Woodlawn is the community surrounding Woodlawn Cemetery, which is probably third on the pecking order of New York City cemeteries (after Trinity and Green-wood) if you measure their worth by the celebrities interred therein. The cemetery’s star power is staggering. Here you will find Herman Melville, who died in humble circumstances unaware of the resonance his fiction would acquire after his death; railroad tycoon and hotelier Austin Corbin, responsible in large part for the importance of the Long Island Rail Road in the lives of NYC commuters; and investigative reporter Nellie Bly (Elizabeth Cochrane), who blew open the doors to abuses in mental hospitals and prisons. Joseph Pulitzer, publisher of the New York World and a founding father of crusading journalism; Ruth Snyder, whose execution in the electric chair for murder was secretly photographed and appeared on the cover of the New York Daily News under the headline “Dead!”; Frank Woolworth, whose stores dominated the five and dime business for decades; Robert Moses, whose ambitious programs over five decades redrew the map of New York City; Miles Davis, the great jazz trumpeter; Fiorello LaGuardia, the charismatic mayor who saw NYC through the Depression and World War II, are all permanent residents of Woodlawn.
Woodlawn happily welcomes visitors. Call (718) 920-0500 or visit www.thewoodlawncemetery.org for hours or information.
I have shot extensively in Woodlawn, but that was years ago and I saved those photos at a very small size; they wouldn’t look good here at all. My intention is to return and do a thorough review of the place. Today, I slouched through the front gate and wasn’t wrestled to the ground when I started waving a camera, so here’s what I saw.
Woodlawn is famed for the huge mausolea clustered around its Jerome Avenue entrance, such as this one for John F. Martin, stockbroker.
Five and dime store mogul Frank. W. Woolworth’s family tomb has an Egyptian motif with two reclining Sphinxes (if that’s the plural form) guarding the door. The tomb was designed by John Russell Pope, the architect of Washington DC’s Jefferson Memorial.
Frank’s granddaughter, Barbara, was the last interment here in 1979.
Much like Green-Wood Cemetery in Brooklyn, Woodlawn has a set of wrought-iron pathway signs, many of them originals from the cemetery’s beginnings in the mid-1800s.
Herman Armour (1837-1901) was the co-founder of the Armour Meatpaking Co. with his brother Philip in 1867, which still bears the Armour name. Armour introduced canned meat, brought the assembly line practice to the meatpacking industry and pioneered the use of refrigerated railcars in shipping; for a time, Armour was the world’s largest meat processor and chemical manufacturer. On the negative side Armour thwarted unions from organizing within the company in the late 1800s, and its resale of tainted meat was exposed by Upton Sinclair in the novel The Jungle.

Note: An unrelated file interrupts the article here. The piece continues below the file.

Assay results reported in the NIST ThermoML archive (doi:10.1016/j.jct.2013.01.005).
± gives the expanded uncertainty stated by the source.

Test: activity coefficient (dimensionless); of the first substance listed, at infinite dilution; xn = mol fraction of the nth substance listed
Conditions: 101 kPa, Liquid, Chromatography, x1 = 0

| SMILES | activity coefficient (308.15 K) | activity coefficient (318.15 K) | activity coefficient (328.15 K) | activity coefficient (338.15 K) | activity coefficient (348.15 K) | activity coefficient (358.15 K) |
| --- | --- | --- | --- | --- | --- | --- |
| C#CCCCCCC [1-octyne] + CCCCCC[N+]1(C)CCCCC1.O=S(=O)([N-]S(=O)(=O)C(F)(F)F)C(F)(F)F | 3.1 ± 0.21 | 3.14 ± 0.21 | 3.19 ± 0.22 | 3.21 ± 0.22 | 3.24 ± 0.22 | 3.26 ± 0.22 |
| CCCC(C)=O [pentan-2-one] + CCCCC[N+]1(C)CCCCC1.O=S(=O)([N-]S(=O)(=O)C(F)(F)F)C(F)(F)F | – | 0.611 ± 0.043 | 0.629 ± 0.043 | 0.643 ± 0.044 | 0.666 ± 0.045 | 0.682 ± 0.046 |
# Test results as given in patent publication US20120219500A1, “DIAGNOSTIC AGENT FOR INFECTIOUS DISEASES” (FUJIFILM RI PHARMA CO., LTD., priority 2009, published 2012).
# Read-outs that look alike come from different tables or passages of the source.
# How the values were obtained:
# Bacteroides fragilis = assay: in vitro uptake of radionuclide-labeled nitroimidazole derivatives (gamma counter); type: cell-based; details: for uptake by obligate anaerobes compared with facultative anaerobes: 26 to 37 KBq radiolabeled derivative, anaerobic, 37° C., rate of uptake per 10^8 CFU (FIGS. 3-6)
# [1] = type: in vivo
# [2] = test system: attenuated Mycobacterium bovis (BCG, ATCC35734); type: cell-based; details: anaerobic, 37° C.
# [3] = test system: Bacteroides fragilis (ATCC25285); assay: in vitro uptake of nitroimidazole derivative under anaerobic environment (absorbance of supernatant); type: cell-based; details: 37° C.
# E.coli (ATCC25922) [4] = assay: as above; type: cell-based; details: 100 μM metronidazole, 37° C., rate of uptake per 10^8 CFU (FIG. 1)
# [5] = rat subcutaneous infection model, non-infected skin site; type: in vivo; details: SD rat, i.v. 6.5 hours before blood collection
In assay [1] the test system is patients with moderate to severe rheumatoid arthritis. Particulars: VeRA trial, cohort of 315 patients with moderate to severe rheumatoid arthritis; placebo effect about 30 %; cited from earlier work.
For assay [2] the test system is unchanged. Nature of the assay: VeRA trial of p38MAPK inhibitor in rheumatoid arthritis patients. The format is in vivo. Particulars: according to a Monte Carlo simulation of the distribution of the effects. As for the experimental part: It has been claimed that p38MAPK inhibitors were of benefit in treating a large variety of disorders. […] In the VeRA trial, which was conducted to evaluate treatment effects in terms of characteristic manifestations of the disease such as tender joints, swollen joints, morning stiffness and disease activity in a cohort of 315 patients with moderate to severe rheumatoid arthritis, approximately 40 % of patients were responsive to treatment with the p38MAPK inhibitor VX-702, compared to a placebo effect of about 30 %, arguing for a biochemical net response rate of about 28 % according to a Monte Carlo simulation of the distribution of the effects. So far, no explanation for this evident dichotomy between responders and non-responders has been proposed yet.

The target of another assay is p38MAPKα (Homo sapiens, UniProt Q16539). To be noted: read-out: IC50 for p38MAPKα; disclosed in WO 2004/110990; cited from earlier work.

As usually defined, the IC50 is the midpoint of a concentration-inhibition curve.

[Warehousing heir] John H. Harbeck lived in style and he went out in style. His elaborate Renaissance Revival mausoleum was designed in 1918 by Theodore Blake, a primary architect with the firm of Carrere and Hastings. It’s set in a prominent oval lot that forms an island in Parkview Avenue and is the most magnificent mausoleum in Woodlawn. The octagonal structure has richly decorative detailing on a vertical mass constructed in three sections. The broad lower section features double bronze doors that are replicas of the north doors of the Baptistery in Florence, Italy, which were crafted by Lorenzo Ghiberti in the early fifteenth century. The center section has arched windows. It connects the base with a steeply sloped broached tower. Two levels of pinnacles with crockets punctuate each of the vertices of the octagon at the base and center sections. Elaborate allegorical and floral carving is found in the arch of the door and pediment and along horizontal bands that form friezes at the three sections of the structure. Carved buttresses connect the lower pinnacles to the center section of the mausoleum. mausoleums.com
The Woolworth Memorial Chapel was built in 1935, a gift from Woolworth family scions Fred and Velma Woolworth. Built of stone, the chapel includes a bell tower. The interior features terrazzo marble floors, and can accommodate 100 persons.
Here’s an unusual mausoleum — it wasn’t constructed for the person who eventually wound up in it.
This spectacular Renaissance Revival domed structure, was designed, in 1927, by architect Franklin Naylor. Built at a cost of more than $260,000, it boasts an authentic Tiffany stained glass window in a religious theme. Naylor considered this one of his most intricate works, as well as the largest private mausoleum in America. For these reasons, he published a pamphlet about the mausoleum’s construction. Originally built for Dominico Dumbra — the proprietor of a winery during prohibition — the building was sold to hotel magnate, Julius Manger, in 1935.
I liked the vermiculation, or decorative stonework, a form of rustication where the stone is cut with a pattern of wandering lines that resemble worms (vermiculation is derived from Latin for worm) on 3600 Jerome, presently the Weinberg Mental Health Center.
Another handsome and brightly colored apartment house sign, this one on DeKalb Avenue near East 213th Street.
I followed Gun Hill Road to Tryon Avenue, which leads again to Reservoir Oval and the reservoir keeper’s house on Rservoir Oval East and Putnam Place. Constructed in 1889, it became a private residence for five decades after the reservoir was drained, and is now under the protection of the Mosholu Preservationist Corporation.
Reservoir Ovals East and West curve around what is now Reservoir Oval Park, and without sidewalks, they resemble suburban roadways.
At Holt Place, Reservoir Oval East regains a sidewalk and runs past a stepped apartment complex that looks Concourse-worthy. I took the one-block Holt Place to Perry Avenue and found…
The wildly imaginative Catholic church St. Brendan’s, on Perry Avenue between East 206th and East 207th. The parish was organized in 1908 and gained this church building, built in the form of a ship, in 1967.
According to legend, St. Brendan, who lived in the sixth century, was a sailor and navigator and journeyed to what he called “the island of the blessed” or St. Brendan’s Island, considered by some to be the Faeroe Islands, Iceland, or even further west to Newfoundland, making him the first European to visit North America, centuries before the Norse made it.
At this remove, anything can only be speculation.
Time to kick it in the head and catch the IND at the north end of the D train on Perry Avenue and East 205th. Originally, the line was supposed to make it past Bronx Park and into Baychester, but depressions and wars scotched those plans.